Clarify with the client that other contracts will remain in place (e.g., BDR, HAAS, or telephone).
Basically, you want to be as friendly and accommodating as possible. And you want to make sure you keep the client as informed as possible. Leaving with class may serve you well down the road. Who knows, you might get this client back one day.
Here’s a sample Checklist for Removing a Client From Managed Services. This checklist routes from the administrative department to the tech department and then back to admin.
Remove Client from Managed Services – Checklist
Date service will stop: __________
Who at client office is our primary contact during transition? __________
Contact Phone __________
Contact Email __________
If there’s another consultant we need to work with, note here: __________
Contact Phone __________
Contact Email __________
Routing Step One – Admin Dept.
– Review client’s account
– – If there are any accounts receivable, make arrangements for payment.
– Contact client to inform them that all work to remove them from service is billable and all labor must be paid in advance.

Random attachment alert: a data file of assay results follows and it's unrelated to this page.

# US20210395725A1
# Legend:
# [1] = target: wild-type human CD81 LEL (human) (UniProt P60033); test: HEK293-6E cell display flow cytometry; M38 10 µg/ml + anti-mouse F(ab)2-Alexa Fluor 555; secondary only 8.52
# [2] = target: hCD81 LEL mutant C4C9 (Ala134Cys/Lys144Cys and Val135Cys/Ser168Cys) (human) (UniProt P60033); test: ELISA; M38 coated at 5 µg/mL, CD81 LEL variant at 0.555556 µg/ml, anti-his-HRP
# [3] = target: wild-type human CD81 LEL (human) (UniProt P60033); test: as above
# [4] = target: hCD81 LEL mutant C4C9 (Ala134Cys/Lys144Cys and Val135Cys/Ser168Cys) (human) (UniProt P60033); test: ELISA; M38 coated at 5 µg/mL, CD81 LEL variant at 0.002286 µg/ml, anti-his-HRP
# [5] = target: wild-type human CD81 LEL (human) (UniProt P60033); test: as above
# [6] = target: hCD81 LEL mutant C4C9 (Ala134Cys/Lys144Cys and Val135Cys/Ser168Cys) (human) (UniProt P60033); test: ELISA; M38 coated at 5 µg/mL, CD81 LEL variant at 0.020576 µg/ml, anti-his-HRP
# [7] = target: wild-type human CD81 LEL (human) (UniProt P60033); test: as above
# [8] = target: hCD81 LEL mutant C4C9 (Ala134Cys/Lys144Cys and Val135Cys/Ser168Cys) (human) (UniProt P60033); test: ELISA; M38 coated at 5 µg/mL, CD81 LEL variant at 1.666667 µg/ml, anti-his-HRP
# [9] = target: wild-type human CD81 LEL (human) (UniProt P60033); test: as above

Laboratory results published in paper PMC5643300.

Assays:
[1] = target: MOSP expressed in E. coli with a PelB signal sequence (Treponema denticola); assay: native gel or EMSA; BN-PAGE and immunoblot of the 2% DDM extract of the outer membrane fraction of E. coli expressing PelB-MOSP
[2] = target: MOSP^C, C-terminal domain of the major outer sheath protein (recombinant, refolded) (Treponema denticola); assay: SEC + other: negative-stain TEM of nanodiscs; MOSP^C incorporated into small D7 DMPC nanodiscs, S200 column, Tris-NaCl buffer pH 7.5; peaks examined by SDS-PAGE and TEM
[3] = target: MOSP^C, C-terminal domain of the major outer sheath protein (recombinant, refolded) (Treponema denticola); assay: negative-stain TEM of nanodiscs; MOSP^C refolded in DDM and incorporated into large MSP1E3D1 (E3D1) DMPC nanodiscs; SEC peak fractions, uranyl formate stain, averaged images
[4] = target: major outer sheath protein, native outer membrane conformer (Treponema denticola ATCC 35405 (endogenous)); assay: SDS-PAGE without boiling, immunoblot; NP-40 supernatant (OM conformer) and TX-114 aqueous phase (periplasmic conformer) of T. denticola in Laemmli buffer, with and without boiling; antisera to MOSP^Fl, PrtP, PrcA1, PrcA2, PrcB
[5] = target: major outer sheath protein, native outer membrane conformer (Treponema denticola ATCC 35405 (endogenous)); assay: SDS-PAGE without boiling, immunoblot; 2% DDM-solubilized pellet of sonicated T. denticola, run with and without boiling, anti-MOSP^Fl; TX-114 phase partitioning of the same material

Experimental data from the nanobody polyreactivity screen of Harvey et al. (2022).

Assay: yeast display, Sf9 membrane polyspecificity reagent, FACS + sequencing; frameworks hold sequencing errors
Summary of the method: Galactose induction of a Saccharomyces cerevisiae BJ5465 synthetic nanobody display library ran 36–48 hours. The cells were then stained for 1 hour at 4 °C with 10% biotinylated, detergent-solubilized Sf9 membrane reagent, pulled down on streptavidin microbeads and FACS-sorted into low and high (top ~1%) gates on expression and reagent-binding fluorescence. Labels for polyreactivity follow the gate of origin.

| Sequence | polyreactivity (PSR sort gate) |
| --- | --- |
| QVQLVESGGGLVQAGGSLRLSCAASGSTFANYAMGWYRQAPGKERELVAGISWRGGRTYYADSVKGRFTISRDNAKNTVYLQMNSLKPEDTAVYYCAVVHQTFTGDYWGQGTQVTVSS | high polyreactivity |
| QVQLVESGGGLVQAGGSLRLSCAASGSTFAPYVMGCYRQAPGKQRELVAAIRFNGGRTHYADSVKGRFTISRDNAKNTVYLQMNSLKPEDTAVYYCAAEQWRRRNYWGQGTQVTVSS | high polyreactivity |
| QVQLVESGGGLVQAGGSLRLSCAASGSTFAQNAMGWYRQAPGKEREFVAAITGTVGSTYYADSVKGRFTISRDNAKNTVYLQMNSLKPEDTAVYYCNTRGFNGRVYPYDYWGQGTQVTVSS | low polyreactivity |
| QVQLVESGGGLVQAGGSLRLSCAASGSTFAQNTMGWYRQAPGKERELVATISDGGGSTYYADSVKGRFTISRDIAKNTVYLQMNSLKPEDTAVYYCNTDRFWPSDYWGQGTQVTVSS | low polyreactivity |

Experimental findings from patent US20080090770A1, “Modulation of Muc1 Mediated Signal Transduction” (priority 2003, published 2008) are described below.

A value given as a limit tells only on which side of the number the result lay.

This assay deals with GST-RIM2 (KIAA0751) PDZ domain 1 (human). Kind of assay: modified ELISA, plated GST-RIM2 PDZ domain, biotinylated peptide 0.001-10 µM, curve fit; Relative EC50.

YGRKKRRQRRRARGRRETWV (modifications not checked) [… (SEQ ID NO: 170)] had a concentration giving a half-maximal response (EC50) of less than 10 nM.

– Collect prepayment of $__________ for __________ hours labor.
– Cancel automated recurring billing at merchant service.
– Set expiration date for Managed Service Monthly Recurring billing contracts in PSA.
– – Leave Billable Time and Materials contract in place and active.
– – Leave other monthly contracts in place (BDR, telephones, etc.).
– – If client will continue with “un-bundled” services, create recurring billing for these.
– If necessary, change client “terms” in QuickBooks.
– Will client still receive our newsletter? (Yes)(No)
– – If no, remove them from the newsletter mailing list.
Routing Step Two – Tech Dept.
– Create a billable service request to remove client from managed service.
– Note: All work related to removing agents, services, etc. from managed services is billable and should be logged against this ticket.
– If removing email filtering:
– – Create a billable ticket to remove from spam filter service.
– – Determine where email should be pointed.
– – Update MX records and other DNS as needed
– – Test that email is flowing before you close this ticket.